Human Sense: Common Sense is Not So Common
But human sense is about looking after each other. So, let’s work together for a better future.
Part of the Pandemic Paradigm Series: Buildings Through a COVID Lens
With lockdowns throughout the globe, homeworking has become a new norm for many. Obviously, this does not apply to all workplaces, but if we take commercial offices, as we forge new work practices post-COVID, homeworking is set to become much more frequent and common. Some may argue people will prefer to stay at home and closer to their families than commute to the office. So it is ever important to ensure the workplace is not only safe, but attractive to the staff and a space that can greatly improve productivity.
The question then becomes how to win workers back and how to ensure you are the cleanest environment so your worker would rather work in your office than your competitor’s?
In his keynote speech at the United Nations Forum of Mayors, Norman Foster said that “history tells us that the future is not two-metre distancing” and employers everywhere will want their workplaces to foster collaboration in ways that can only be done ‘in person’, being safe closer than two-metre apart.
To be the cleanest, best place of work, some will resort to the ‘high tech’ solutions, looking at the forefront of technology to disinfect the workplace; healthcare and laboratory technologies may provide some insights with UVc lamps with specific frequency that is safe for humans used to kill every pathogen around. There has even been talks about disinfecting anti-chambers where things get ‘cleaned’ before entering the office (or home).
Others have been talking about bringing the outdoor in, or rather making indoor closer to outdoor. Being able to open a window or a terrace door, or even work outside in your terrace are practices that have been shown to improve worker satisfaction, but are now also considered as cleaner solutions where the larger air flows can dilute and remove contaminants.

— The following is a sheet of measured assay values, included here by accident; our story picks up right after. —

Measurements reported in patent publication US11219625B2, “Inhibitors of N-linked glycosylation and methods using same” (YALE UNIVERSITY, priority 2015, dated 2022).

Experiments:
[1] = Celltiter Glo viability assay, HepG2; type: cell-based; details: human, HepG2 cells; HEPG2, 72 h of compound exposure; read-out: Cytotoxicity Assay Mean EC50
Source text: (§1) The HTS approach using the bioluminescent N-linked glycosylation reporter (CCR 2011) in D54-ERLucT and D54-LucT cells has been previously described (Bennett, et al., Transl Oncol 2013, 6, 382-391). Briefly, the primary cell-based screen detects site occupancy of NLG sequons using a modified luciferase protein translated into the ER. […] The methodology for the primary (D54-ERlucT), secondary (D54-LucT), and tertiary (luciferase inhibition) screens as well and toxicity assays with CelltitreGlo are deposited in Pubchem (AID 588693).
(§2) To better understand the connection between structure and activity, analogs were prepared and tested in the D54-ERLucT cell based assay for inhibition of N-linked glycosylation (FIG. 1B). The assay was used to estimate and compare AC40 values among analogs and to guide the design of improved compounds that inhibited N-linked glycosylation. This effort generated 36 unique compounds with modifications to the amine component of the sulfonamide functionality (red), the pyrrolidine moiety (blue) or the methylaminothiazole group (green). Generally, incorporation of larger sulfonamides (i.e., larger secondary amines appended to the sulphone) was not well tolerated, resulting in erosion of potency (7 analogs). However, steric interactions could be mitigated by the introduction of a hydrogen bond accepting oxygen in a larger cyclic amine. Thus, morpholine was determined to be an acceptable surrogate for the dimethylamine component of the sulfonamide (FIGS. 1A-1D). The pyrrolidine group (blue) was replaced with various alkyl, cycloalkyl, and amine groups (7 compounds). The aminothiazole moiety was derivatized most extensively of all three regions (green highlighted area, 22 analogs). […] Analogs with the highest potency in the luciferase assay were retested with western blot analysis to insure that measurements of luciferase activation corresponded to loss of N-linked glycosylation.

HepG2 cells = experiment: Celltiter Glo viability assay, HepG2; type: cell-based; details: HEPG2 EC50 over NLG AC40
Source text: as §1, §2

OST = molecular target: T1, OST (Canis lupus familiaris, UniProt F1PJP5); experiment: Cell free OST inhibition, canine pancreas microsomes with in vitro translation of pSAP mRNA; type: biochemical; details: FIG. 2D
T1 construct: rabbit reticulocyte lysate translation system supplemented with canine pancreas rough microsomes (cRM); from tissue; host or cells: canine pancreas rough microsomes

Whilst buildings can provide safer environments, we also have to rely on people behaviour and how we can protect each other. I am convinced that some measures we can implement in the buildings can facilitate behaviour change. And I am not trying to allude to the line of thought of buildings changing society, but in more practical ways where we really facilitate, or in plainer words, make it very easy for certain practices that help avoid transmission to be implemented.
Ultimately it is about providing the right environment for the people to work safely and happily. This is not done solely through the systems in place and the disinfection of the air (and surfaces), but through a combination of the overall building design and its systems, working in synergy to make the space clean and attractive. We do not want our offices to become over sanitised spaces, but comfortable clean spaces where we can collaborate safely. Maybe if we can make it easier to wash our hands more frequently, use systems to purge spaces and make them more comfortable and have outdoor spaces ‘coming in’ we can combine health and well-being to the true sense of both words specifically.